Transport Minister Andrew Jones explains how new technology and new ideas will change the way we travel.
Thank you for that welcome.
I’m delighted to join you today for what is set to be a fascinating event.
And what better place to host a smart travel conference than Milton Keynes - a city with a growing reputation for transport innovation.
Not only home to the Transport Systems Catapult centre.
But also recently confirmed as one of our ‘Go Ultra Low’ cities.
That means we’ll be providing £9 million to boost the use of green vehicles here through measures like free parking and priority lanes, and to support a new Electric Vehicle Experience Centre.
So it’s a real pleasure to join you today.
Smart travel is about getting us to think about the transport choices we all make.
It’s also about considering how those decisions impact on families, communities and the environment we share.
And making use of new technologies and ideas to keep our towns and cities moving efficiently.
Our ultimate objective is to make all transport ‘smart’.
So everyone takes for granted the smarter travel options we are discussing today - to reduce congestion on our streets, cut pollution and CO2 emissions, and make transport as safe and affordable as possible.
So smart travel becomes the norm - wherever we live.
Admittedly, we’re some way from achieving that at the moment.
While most people acknowledge that the growth in car ownership we’ve seen in recent decades is unsustainable, many drivers are resistant to alternatives, or have no other choice.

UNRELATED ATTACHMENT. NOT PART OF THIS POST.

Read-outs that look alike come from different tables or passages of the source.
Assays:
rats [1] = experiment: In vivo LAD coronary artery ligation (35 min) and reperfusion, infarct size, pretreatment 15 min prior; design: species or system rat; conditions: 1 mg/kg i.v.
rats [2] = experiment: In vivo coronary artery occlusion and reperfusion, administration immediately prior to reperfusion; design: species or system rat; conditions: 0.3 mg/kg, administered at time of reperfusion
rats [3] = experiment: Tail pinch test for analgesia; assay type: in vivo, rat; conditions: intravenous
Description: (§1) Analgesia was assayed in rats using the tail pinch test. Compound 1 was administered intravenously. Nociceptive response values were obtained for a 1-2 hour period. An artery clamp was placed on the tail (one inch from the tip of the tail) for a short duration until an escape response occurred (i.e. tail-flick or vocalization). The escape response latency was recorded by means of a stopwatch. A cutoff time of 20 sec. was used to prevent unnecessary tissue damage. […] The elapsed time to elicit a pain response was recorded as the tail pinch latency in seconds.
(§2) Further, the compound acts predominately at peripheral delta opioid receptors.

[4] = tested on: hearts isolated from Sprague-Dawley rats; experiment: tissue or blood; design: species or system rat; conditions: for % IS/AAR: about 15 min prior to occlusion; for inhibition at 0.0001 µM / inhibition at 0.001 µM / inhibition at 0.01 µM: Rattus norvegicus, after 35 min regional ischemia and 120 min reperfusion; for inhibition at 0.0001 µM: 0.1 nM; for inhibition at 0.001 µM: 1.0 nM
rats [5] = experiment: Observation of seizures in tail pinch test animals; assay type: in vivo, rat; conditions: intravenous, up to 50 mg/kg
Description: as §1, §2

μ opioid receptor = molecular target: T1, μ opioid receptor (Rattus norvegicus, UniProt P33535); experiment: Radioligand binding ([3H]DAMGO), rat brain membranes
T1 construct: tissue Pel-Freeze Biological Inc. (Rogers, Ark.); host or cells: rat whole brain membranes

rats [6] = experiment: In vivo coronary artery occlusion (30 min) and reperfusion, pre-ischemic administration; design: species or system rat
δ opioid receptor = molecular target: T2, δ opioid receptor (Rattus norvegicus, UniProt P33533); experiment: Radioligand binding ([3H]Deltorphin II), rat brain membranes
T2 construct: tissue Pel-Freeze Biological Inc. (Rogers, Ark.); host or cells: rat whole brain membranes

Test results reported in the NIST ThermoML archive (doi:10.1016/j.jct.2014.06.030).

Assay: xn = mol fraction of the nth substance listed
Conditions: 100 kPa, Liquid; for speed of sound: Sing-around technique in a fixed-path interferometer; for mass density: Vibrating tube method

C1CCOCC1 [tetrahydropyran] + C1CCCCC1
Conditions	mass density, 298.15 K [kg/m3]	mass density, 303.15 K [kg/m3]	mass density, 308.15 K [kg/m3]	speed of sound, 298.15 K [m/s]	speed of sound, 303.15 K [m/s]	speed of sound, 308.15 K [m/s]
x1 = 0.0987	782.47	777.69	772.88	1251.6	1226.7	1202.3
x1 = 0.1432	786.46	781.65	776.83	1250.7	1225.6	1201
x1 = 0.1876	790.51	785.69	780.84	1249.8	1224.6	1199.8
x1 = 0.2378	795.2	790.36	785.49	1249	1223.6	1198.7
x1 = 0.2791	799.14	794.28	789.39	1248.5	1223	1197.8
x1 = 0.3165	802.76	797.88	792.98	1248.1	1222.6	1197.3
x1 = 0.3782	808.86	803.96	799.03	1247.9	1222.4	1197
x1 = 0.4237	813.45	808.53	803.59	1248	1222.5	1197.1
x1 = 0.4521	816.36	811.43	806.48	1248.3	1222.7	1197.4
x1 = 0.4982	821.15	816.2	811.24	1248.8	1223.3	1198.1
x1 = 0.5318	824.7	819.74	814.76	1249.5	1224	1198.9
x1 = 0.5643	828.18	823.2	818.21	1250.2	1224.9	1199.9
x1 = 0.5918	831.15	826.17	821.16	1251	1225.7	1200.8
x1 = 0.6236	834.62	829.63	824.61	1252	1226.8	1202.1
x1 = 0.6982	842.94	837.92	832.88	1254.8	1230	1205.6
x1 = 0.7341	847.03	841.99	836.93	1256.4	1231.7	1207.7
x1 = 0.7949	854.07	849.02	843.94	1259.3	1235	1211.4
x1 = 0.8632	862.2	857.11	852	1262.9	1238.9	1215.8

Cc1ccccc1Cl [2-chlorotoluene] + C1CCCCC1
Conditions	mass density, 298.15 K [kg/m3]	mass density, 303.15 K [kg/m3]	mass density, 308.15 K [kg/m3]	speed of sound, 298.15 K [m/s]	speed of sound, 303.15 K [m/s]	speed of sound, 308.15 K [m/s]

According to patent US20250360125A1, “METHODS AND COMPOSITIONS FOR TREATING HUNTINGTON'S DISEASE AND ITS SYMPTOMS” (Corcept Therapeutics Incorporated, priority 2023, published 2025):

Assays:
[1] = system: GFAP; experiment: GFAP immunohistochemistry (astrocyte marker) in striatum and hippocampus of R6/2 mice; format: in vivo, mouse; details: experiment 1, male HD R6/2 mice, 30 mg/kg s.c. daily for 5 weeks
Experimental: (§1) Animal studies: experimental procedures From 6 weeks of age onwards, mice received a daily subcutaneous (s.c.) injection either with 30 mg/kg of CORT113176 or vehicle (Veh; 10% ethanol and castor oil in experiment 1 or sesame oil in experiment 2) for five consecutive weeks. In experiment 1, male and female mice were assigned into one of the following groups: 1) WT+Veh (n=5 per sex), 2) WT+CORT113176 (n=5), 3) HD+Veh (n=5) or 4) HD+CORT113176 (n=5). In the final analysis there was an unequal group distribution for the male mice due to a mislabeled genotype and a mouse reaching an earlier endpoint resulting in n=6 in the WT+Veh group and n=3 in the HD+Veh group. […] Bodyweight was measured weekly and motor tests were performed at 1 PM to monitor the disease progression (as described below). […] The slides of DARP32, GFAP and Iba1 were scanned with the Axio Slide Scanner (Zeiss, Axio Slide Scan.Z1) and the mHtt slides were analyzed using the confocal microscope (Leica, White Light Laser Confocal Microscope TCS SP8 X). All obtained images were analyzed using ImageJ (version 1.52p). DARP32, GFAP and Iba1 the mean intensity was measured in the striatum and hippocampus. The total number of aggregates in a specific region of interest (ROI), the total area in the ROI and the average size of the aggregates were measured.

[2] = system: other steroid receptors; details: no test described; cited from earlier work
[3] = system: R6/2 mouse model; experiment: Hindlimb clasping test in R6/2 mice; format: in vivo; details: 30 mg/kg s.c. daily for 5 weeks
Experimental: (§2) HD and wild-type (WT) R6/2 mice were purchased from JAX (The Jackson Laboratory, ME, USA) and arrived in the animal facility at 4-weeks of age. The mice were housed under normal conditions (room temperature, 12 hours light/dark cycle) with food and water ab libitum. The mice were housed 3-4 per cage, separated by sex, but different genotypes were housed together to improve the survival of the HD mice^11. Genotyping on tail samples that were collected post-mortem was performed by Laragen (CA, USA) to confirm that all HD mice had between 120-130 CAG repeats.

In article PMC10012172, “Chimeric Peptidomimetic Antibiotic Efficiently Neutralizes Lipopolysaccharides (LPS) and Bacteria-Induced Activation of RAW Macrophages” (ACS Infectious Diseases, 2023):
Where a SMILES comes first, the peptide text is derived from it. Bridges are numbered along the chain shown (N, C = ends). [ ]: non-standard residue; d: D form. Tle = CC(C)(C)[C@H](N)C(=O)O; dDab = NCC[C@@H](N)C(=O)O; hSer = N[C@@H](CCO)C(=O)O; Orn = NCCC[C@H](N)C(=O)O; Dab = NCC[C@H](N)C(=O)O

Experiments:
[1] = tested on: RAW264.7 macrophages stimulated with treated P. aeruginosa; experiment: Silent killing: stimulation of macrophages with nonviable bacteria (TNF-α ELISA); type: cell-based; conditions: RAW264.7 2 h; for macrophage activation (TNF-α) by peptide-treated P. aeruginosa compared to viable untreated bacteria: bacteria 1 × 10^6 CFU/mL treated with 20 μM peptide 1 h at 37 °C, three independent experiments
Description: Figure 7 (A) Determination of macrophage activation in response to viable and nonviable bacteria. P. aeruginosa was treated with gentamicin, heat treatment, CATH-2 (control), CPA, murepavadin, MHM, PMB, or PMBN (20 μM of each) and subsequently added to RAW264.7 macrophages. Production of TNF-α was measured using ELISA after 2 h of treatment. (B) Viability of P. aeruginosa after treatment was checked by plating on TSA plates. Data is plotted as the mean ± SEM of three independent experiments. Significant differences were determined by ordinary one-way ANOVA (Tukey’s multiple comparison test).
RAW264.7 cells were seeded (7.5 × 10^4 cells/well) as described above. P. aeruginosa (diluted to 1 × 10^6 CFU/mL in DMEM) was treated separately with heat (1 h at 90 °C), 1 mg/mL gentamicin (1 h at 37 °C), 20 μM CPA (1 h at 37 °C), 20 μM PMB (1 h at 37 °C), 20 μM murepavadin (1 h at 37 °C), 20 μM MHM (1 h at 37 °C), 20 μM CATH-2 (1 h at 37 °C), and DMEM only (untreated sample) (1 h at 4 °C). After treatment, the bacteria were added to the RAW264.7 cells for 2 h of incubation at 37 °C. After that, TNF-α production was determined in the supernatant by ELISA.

So the challenge we face is not just to make vehicles cleaner.
And build environments that make it easier to walk or cycle.
It’s also to encourage behavioural change by developing attractive and affordable options.
And show how that will meet people’s travel needs, while benefiting our society and economy.
Certainly, we are a nation of car lovers.
Often owning 2 or more vehicles in 1 family.
Many local journeys are taken by car, often with just 1 occupant.
Clearly, this isn’t a ‘smart’ use of precious road capacity.
In fact it’s the opposite.
It causes congestion.
It makes parking spaces very challenging to find in many towns and cities.
And it contributes to poor air quality.
Never mind the cost.
It’s not our job to tell people how to travel.
But what we can do is give people real alternatives to car ownership.
In fact we’re already seeing a shift in attitudes, particularly among young people, with the growth of car clubs, and other services which give people the opportunity to share rides.
Many companies now have schemes so staff can drive to work together.
While other demand-responsive projects combine vehicle sharing with more personalised and tailored options.
The DfT has invested £1.5 million in a car clubs programme since 2014, helping clubs launch and expand, supporting demonstration projects, and developing better links between shared transport and public transport.
Since 2014, we’ve funded 23 schemes.
And we are sponsoring a feasibility study into a new initiative in Manchester called Simply Connect, which aims to help local people and businesses make smarter travel choices by improving data and information about different forms of transport.
This is via the Transport Technology Research Innovation Grant.
New technologies are also helping us change the way we use the road network.
Smart motorways are reducing congestion, and improving journey times by smoothing traffic flow.
In fact, during this Parliament, Highways England will add over 400 lane miles of smart motorways.
There’s a huge array of technologies which will profoundly change the way we drive and manage traffic.
And we’re only just starting to test their potential.